A family court judge who abruptly resigned in April should be prohibited from holding judicial office again in New York after he acknowledged having sexual contact 40 years ago with his 5-year-old deaf niece, the state Commission on Judicial Conduct recommended in a determination released yesterday.

Former Family Court
Judge Bryan Hedges

The commission voted 7-2 to retroactively remove from office former Onondaga County Family Court Judge Bryan Hedges, 65, despite the fact that the incident occurred before he was admitted to the bar and nearly 13 years before he was elevated to the bench.

"The nature of respondent’s conduct involving an admitted sexual act with a defenseless child is abhorrent and not attenuated by the passage of time," the commission determined in an unsigned majority decision. "This reflects adversely on his fitness to perform the duties of a judge and is prejudicial to the administration of justice notwithstanding that it predates his ascension to the bench."

Commission administrator Robert Tembeckjian said in a statement that "it is not common to remove a judge for behavior that occurred years before taking the bench. But sexual misconduct with a child is so egregious that, even if it comes to light decades later, it must be addressed. An act of such moral turpitude undermines the integrity of the judiciary and disqualifies the perpetrator from being a judge."

Tembeckjian said the decision "makes public a horrible 40-year secret that, had it been known, would likely have prevented Mr. Hedges from being a judge in the first place. Removal from office insures that he will never return to the bench, delivers some measure of justice to the victim, and sends an important message to the public that the integrity of the judiciary will be protected."

Hedges’ attorney, Robert Julian of Utica, said his client would appeal the commission’s recommendation to the state Court of Appeals. He declined other comment pending the court’s determination.

Hedges released a brief statement through Julian’s office in which he said he was "devastated" by the commission’s recommendation.

"The allegations are untrue," Hedges said. "The administrative process is deficient in terms of being a fair fact-finding procedure. I hope the Court of Appeals will reverse."

The allegations came to light after the girl’s mother recently reported the 1972 encounter to Onondaga County District Attorney William Fitzpatrick. According to the commission, in a conversation recorded in Boulder, Colo., in March, when the judge visited the girl’s mother, Hedges conceded that his behavior was "abhorrent," "totally wrong," "indefensible" and "very, very, very bad."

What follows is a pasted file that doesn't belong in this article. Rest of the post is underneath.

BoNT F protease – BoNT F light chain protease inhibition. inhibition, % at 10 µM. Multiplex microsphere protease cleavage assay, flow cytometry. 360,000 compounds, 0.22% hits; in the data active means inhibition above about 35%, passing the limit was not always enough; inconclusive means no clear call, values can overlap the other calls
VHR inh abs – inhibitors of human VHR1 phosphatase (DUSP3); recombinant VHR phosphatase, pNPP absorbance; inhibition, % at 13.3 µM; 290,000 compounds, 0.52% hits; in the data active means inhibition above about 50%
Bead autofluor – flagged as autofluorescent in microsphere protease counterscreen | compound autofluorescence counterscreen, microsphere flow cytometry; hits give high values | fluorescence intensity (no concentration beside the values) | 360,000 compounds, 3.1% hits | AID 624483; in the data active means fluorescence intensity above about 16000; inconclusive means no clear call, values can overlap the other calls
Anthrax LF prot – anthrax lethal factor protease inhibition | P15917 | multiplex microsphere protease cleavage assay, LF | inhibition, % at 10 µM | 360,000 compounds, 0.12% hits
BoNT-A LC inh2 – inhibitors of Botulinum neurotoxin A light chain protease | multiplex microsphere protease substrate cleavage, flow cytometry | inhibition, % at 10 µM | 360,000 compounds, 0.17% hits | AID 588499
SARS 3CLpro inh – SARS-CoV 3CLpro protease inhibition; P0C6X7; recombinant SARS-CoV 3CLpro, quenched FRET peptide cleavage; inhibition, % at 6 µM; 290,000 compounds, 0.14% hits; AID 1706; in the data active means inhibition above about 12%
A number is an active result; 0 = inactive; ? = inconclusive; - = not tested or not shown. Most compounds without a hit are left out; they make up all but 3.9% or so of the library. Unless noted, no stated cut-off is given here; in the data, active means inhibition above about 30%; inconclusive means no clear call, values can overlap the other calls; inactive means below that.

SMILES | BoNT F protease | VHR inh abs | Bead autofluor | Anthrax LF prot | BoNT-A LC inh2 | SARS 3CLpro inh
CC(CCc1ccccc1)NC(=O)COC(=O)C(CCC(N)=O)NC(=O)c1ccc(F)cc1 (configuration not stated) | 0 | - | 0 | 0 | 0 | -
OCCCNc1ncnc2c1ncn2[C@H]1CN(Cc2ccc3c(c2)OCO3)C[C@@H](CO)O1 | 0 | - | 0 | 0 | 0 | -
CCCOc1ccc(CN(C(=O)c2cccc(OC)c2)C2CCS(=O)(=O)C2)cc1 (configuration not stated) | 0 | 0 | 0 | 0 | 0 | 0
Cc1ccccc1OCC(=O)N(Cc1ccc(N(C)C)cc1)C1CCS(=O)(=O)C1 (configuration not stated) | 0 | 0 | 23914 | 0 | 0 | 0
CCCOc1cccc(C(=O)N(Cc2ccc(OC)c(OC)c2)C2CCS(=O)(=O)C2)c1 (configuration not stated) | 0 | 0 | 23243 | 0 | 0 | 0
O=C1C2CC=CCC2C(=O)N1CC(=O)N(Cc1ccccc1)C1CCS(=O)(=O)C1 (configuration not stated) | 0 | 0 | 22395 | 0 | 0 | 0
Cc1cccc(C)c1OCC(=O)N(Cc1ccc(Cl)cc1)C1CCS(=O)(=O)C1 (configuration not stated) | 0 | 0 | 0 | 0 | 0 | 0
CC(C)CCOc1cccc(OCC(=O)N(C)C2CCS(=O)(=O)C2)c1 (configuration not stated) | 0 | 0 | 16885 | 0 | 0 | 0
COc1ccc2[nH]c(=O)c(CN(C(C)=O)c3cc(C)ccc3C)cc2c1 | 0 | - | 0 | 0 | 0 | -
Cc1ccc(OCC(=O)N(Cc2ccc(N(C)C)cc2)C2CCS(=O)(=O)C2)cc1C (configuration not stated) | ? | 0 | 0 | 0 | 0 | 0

Fitzpatrick arranged to have the mother of the victim, the sister of Hedge’s wife, wear a wire.

The statute of limitations for criminal prosecution had expired, and Fitzpatrick referred the matter to the commission, which has no statute of limitations. Hedges resigned for publicly unspecified reasons and filed for retirement after being informed by the commission that it was investigating.

Although there were some differences in the accounts Hedges and his niece gave of the incident, the commission concluded that the girl had entered his room while he was masturbating and touched his hand, which was on his exposed penis. The commission said he continued to masturbate for two to four seconds with her hand on top of his hand before he stopped.

The girl was profoundly deaf and unable to communicate after having suffered a viral infection in utero. Now 45, she is still deaf but can communicate through sign language and writing.

The commission acknowledged that its recommendation would have little practical effect on Hedges judicial career at this point, except to guarantee that he will be barred from holding judicial office in the future.

"While it would be rare indeed for conduct so remote in time to disqualify a person from serving as a judge, we find that under the unique circumstances in this case, respondent’s misconduct is of sufficient gravity as to render him unfit for judicial office," the commission said.

According to the commission, Hedges’ behavior violated §§100.1 and 100.2(A) of the Rules Governing Judicial Conduct.

Section 100.1 requires judges to "uphold the integrity and independence of the judiciary." Section 101.2(A) stipulates that "a judge shall respect and comply with the law and shall act at all times in a manner that promotes public confidence in the integrity and impartiality of the judiciary."

Tembeckjian, who has worked for the commission for 35 years, said the Hedges’ matter is the first case he knows of where a judge has been sanctioned for sexual misconduct involving a child.

Nine of the 10 commission members who heard the matter agreed that Hedges committed misconduct. Seven—Chairman Thomas Klonick, Vice Chairwoman Terry Jane Ruderman, Rolando Acosta, Joseph Belluck, Richard Emery, Karen Peters and Richard Stoloff—agreed that removal was the proper sanction.